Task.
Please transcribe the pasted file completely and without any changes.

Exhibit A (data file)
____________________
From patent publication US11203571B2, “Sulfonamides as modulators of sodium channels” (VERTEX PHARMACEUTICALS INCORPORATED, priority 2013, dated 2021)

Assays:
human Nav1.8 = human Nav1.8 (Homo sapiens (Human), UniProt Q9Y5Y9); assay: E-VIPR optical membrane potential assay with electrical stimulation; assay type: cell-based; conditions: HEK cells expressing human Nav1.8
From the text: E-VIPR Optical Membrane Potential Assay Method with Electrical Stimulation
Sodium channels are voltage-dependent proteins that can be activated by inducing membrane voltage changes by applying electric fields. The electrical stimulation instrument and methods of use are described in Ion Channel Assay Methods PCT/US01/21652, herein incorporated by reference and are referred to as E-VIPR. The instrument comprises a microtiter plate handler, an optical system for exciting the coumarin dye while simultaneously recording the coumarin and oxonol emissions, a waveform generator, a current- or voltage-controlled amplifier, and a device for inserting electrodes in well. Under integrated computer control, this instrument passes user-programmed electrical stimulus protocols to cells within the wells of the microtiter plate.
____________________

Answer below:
From patent publication US11203571B2, “Sulfonamides as modulators of sodium channels” (VERTEX PHARMACEUTICALS INCORPORATED, priority 2013, dated 2021)

Assays:
human Nav1.8 = human Nav1.8 (Homo sapiens (Human), UniProt Q9Y5Y9); assay: E-VIPR optical membrane potential assay with electrical stimulation; assay type: cell-based; conditions: HEK cells expressing human Nav1.8
From the text: E-VIPR Optical Membrane Potential Assay Method with Electrical Stimulation
Sodium channels are voltage-dependent proteins that can be activated by inducing membrane voltage changes by applying electric fields. The electrical stimulation instrument and methods of use are described in Ion Channel Assay Methods PCT/US01/21652, herein incorporated by reference and are referred to as E-VIPR. The instrument comprises a microtiter plate handler, an optical system for exciting the coumarin dye while simultaneously recording the coumarin and oxonol emissions, a waveform generator, a current- or voltage-controlled amplifier, and a device for inserting electrodes in well. Under integrated computer control, this instrument passes user-programmed electrical stimulus protocols to cells within the wells of the microtiter plate.